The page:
Many lives were changed by India's lockdown a year ago

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Health worker Kavita Sherawat, 30, wears a face mask as she prepares to take samples to test for COVID-19 in New Delhi, India, Thursday, March 18, 2021. Despite dutifully wearing masks and always washing her hands, Sherawat got infected, as did her husband, parents and in-laws. While doctors and nurses were cheered as heroes during the lockdown, people avoided her, fearing infection. She tested thousands of sick and gasping people as they arrived at hospitals, not knowing if the gear she wore was adequately protecting her. That fear changes you as a person. You start valuing your life more, she said. (AP Photo/Manish Swarup)

NEW DELHI – The government order on the night of March 24, 2020, was abrupt but clear: In four hours, India and its 1.4 billion people would be locked down entirely because of the coronavirus.

As the clock struck midnight, the world's second-most populous country came to a screeching halt, isolating everyone in their homes.

In the days that followed, millions lost their jobs, devastating the economy. The already-struggling health care system was strained even further. Social inequalities came to the fore, pushing millions more into poverty.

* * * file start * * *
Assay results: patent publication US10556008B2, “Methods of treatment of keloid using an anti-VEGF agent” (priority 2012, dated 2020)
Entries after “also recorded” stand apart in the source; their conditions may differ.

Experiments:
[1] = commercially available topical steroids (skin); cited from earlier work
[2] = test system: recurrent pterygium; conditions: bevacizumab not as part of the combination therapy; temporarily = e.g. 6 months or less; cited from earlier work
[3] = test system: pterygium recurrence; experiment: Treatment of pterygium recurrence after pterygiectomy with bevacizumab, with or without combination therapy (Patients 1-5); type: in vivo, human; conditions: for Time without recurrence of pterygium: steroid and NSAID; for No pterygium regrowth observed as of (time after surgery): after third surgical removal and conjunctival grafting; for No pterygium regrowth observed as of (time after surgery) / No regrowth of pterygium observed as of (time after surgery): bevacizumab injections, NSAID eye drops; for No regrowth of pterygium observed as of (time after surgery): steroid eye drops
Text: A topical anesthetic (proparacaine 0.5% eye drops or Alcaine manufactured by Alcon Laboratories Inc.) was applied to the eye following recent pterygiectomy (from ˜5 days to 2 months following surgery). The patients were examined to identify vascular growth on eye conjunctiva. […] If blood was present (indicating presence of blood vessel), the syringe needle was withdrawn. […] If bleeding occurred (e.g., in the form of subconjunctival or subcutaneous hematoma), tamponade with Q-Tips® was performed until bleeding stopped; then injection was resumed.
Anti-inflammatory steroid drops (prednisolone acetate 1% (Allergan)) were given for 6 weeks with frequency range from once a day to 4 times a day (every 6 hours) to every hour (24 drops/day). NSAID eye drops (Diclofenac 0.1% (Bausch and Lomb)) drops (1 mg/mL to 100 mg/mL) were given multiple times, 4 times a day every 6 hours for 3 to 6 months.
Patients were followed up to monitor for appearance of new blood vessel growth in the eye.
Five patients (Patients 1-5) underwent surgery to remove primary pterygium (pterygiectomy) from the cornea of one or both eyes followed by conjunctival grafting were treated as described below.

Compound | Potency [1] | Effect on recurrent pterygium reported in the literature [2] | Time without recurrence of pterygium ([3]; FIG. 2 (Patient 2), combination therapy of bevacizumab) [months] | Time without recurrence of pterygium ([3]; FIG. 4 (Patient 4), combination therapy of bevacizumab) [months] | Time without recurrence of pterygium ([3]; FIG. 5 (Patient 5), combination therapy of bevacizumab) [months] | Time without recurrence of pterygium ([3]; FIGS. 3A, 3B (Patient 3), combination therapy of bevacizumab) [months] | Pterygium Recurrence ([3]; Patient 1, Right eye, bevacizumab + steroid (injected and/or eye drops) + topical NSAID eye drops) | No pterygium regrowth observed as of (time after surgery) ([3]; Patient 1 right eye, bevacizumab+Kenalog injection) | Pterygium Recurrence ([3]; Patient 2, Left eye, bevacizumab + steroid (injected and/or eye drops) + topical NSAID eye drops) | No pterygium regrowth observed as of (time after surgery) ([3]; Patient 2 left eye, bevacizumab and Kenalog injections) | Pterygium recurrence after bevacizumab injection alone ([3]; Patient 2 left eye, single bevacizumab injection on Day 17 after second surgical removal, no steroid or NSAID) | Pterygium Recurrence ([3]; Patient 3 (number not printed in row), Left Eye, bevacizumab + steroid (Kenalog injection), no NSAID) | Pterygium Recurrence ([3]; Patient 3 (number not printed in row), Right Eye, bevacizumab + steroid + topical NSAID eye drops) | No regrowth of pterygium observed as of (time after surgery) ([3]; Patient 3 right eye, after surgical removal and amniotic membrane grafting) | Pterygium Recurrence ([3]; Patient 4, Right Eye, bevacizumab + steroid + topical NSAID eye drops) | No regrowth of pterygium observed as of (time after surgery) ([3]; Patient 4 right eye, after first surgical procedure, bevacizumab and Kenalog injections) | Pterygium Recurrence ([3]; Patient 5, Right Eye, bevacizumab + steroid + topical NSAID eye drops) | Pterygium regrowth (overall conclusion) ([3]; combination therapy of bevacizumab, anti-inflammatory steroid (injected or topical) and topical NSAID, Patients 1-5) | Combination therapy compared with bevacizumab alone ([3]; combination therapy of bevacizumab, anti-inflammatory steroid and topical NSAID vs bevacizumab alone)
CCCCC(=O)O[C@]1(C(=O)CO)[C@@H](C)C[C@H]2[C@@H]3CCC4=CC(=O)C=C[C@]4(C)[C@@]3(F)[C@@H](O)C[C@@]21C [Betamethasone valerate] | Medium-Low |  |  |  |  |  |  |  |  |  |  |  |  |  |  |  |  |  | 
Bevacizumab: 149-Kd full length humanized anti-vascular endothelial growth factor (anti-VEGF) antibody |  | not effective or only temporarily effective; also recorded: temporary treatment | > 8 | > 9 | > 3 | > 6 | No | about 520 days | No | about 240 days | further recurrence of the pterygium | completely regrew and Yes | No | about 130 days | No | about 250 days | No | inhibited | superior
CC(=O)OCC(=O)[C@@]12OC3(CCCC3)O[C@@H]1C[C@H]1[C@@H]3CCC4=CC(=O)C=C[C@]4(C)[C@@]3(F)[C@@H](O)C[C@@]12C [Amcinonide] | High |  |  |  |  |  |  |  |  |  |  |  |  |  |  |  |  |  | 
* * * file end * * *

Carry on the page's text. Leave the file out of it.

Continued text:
India's lockdown, among the strictest anywhere, lasted for 68 days, and some form of it remained in force for months before it eventually was lifted. Since the pandemic began, India has had 11.6 million cases and more than 160,000 people have died.

A year after the lockdown, its ripples are still visible. Some people shrugged it off and managed to get back to normal. For many others, though, their lives were changed greatly.


First, Neelesh Deepak watched his food dwindle. Then the actor couldn’t pay the rent on his New Delhi apartment. Out of money, he returned to his parents' home in Madhubani, a village in eastern Bihar state.

There, he tried to cope with his isolation from work, colleagues and friends. When he returned to the Indian capital in October, things had changed for the worse. Most theaters were closed, and those that tried to stage plays struggled to lure the public back. Shows were suspended indefinitely and thousands of coworkers had no jobs.